Over the years, there have been numerous attempts to solve the accidental hijack. One that is currently gaining attraction, supported by The Internet Society, is the Mutually Agreed Norms for Routing Security (MANRS) program. If MANRS is widely — ideally, universally — adopted by network operators, its series of actions or commitments would make accidental hijacks a thing of the past. It would also, Andrei Robachevsky, senior technology program manager at the Internet Society, told SecurityWeek, differentiate between accidental and malicious hijacks. With no accidents, anything left would be malicious.
On this latest Rostelecom incident, he added, “One point we can clearly make is that MANRS actions (and specifically Action: Filtering) could have certainly prevented this incident from happening, or at least spreading widely. Another point, and this is referring to the recently launched MANRS program for CDNs and Cloud providers, is that for them, encouraging MANRS adoption by their peers has a clear benefit – fewer incidents of this sort negatively impacting their operation. This is covered by Action #5: ‘Encourage MANRS adoption’.”
While MANRS might have prevented this hijack if it was accidental, it isn’t yet sufficiently adopted to give any clue on whether it might have been a malicious hijack. There is little doubt that mass misdirected traffic could be valuable to an adversarial nation. The traffic content would have been encrypted with https, but the metadata would be immediately available. Metadata from Facebook, for example could be useful in planning attempts to use the social network to interfere with U.S. elections, now just 9 months away.
But it is also worth noting that encrypted traffic can be slowly brute forced, while the arrival of quantum computing in the future will make cracking RSA simple and quick on stored data.
Despite the obvious benefits of such a massive hijack, it should be stressed that current indications suggest that the Rostelecom hijack was an accident. According to Rostelecom itself, the incident occurred when an internal traffic optimization system exposed incorrect routes to the public internet rather than simply within its own private network. Once this happened, BGP ensured the errors spread round the internet within minutes.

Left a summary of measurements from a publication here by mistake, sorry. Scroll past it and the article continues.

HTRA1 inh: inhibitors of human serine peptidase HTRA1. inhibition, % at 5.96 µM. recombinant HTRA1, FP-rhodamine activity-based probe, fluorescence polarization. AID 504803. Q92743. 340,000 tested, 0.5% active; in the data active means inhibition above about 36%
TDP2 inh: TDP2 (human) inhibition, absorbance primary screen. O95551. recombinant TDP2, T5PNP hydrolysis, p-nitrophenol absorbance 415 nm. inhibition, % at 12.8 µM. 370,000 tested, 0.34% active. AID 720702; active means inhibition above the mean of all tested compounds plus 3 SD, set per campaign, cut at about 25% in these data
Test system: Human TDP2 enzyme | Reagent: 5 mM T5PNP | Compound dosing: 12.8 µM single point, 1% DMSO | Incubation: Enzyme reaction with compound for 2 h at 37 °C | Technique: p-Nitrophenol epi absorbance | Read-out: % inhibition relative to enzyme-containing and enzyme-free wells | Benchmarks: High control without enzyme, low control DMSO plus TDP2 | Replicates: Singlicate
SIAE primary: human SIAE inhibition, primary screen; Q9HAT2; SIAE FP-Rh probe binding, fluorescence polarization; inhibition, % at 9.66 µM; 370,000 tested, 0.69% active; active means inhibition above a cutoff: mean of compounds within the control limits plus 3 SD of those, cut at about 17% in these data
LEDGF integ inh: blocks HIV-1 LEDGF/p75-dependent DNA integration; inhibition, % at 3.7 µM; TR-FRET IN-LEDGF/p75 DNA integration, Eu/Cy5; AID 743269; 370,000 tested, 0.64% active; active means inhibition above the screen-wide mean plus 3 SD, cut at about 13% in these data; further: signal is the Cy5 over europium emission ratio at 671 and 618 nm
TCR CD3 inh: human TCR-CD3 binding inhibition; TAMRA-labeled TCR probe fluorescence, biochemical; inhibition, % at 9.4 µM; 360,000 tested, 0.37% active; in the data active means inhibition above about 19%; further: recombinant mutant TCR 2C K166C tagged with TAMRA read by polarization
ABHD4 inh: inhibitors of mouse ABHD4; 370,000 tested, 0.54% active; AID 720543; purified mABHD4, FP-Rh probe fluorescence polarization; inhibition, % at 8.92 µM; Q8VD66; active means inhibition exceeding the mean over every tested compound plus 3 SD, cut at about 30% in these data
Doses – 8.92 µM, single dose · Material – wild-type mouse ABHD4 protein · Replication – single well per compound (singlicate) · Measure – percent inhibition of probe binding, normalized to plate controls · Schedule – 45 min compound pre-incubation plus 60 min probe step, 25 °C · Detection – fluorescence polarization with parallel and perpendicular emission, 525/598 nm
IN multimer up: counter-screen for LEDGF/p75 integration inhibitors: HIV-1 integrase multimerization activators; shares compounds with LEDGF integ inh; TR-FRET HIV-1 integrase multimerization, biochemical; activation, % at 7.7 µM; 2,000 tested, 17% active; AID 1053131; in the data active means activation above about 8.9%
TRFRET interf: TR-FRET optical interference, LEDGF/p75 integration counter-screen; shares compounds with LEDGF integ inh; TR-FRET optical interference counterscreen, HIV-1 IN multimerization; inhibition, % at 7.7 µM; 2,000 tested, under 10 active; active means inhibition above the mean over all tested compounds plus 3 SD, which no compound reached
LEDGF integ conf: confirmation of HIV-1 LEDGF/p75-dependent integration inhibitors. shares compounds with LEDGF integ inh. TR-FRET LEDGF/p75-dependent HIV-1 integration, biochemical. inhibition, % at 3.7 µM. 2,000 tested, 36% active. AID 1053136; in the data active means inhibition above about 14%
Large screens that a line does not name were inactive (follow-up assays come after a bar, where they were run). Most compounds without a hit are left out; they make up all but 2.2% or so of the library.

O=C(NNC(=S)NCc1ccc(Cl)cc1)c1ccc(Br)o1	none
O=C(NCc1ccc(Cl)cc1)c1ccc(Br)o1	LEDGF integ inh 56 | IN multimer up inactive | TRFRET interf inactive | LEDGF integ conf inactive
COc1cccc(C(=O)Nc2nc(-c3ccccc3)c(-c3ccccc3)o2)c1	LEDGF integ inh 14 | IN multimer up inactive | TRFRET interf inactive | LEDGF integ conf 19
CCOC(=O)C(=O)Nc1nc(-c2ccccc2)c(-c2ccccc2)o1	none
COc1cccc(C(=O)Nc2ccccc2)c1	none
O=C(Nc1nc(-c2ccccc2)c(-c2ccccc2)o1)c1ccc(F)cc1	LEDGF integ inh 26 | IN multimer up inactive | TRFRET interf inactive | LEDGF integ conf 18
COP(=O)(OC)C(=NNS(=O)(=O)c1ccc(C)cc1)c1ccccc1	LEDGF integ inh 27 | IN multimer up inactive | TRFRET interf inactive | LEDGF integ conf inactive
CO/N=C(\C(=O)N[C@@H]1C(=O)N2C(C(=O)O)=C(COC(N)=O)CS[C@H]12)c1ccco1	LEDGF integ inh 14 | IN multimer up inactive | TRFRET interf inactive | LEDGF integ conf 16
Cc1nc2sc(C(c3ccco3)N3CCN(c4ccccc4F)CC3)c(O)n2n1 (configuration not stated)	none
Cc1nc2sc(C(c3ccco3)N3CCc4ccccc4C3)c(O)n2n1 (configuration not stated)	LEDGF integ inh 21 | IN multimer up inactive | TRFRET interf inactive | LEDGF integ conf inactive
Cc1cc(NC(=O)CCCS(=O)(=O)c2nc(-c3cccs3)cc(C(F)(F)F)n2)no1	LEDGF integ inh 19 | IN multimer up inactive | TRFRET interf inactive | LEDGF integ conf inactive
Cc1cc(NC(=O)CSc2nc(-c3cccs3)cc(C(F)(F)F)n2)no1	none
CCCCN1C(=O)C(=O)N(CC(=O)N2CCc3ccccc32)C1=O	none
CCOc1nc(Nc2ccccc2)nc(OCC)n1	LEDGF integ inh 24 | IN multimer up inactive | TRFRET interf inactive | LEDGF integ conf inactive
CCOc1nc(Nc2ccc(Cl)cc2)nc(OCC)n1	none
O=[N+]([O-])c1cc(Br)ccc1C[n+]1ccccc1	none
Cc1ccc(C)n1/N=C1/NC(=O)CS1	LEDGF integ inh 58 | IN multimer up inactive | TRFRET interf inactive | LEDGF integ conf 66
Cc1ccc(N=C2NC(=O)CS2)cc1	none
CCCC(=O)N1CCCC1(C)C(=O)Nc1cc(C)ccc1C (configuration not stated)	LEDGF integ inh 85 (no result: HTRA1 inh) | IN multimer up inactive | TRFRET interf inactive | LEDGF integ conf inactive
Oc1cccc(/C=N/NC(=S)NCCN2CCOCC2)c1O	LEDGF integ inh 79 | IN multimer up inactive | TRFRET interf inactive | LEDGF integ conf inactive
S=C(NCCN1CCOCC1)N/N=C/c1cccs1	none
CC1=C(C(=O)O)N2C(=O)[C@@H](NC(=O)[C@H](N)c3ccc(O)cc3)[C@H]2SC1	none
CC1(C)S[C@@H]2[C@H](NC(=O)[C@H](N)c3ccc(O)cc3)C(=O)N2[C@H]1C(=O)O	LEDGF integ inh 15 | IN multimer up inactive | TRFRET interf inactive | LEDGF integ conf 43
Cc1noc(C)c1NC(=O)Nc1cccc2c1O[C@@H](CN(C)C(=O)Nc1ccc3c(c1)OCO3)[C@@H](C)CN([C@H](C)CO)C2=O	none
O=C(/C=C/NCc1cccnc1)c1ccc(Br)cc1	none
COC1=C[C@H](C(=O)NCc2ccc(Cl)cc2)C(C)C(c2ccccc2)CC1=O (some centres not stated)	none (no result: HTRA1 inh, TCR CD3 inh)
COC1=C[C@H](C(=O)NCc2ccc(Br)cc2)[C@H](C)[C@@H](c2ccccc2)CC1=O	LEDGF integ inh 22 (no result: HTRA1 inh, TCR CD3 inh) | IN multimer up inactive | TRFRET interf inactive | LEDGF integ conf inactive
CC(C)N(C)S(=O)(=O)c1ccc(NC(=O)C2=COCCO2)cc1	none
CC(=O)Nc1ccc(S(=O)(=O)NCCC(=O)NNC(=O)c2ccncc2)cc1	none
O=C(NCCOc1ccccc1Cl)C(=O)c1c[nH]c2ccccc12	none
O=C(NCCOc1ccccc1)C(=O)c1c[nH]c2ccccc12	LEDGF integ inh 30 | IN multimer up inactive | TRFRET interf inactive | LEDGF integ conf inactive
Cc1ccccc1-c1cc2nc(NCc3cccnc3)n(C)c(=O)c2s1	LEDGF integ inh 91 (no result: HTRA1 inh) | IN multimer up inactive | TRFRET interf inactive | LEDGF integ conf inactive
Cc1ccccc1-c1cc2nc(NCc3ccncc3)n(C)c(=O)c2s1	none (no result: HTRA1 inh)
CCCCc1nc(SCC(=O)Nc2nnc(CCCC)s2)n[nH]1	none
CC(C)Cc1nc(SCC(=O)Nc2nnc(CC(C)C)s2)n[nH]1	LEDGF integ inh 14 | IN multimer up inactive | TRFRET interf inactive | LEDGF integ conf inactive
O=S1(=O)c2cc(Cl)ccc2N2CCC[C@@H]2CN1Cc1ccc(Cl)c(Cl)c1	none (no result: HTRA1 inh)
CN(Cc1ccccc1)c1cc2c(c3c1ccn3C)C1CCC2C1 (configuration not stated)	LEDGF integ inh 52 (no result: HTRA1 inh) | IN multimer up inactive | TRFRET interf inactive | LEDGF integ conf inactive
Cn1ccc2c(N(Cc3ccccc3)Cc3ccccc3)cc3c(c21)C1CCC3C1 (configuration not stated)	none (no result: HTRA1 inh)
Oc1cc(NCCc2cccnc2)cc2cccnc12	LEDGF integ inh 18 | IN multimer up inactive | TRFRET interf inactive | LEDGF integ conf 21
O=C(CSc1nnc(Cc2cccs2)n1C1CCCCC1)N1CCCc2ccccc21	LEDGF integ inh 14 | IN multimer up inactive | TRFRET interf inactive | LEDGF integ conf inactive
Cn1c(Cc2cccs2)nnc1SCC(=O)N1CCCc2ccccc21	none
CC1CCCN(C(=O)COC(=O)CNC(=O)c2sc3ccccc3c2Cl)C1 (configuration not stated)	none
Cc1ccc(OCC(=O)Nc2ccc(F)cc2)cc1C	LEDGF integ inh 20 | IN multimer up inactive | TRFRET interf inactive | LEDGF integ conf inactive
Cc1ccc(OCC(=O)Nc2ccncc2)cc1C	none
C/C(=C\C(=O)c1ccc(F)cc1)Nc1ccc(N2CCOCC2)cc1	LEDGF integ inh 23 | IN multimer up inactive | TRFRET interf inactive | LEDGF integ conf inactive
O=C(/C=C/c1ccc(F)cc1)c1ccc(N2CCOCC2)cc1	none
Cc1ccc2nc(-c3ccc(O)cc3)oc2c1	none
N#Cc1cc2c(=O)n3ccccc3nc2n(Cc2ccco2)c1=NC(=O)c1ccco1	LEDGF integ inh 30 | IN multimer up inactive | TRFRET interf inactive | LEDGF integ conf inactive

The ‘accident’ theory gains further weight from an analysis of the incident by Job Snijders, an IP development engineer at NTT Communications. “Were these prefixes just unlucky because some BGP optimizer algorithm had chosen them for the purpose of traffic engineering? Was this the result of sophisticated planning?”
He compared the data lost by RIPE to the most affected networks, and notes that the top ten most impacted networks are U.S.-based under ARIN rather than RIPE. Furthermore, he could find no correlation between RIPE’s deleted records and the mis-directed network traffic. “This leads me to believe,” he concluded, “this was not a deliberate plan dependent on a process failure inside RIPE NCC, the incident’s BGP data just doesn’t seem to show the incident maximally capitalized on the [records] outage.”
“Most of the impacted prefixes were registered in ARIN, for example Amazon, Akamai, Cloudflare etcetera,” Aftab Siddiqui, senior manager internet technology at the Internet Society, told SecurityWeek. “Job Snijder did the analysis on the correlation between RIPE RPKI incident and this hijack and only found a very small number of prefixes impacted by both (12). It is safe to say it was just a coincidence that both happened nearly at the same time.”
But even if the Rostelecom incident was an accident, it was an accident that should not have happened — and similar will undoubtedly happen again without a solution like MANRS.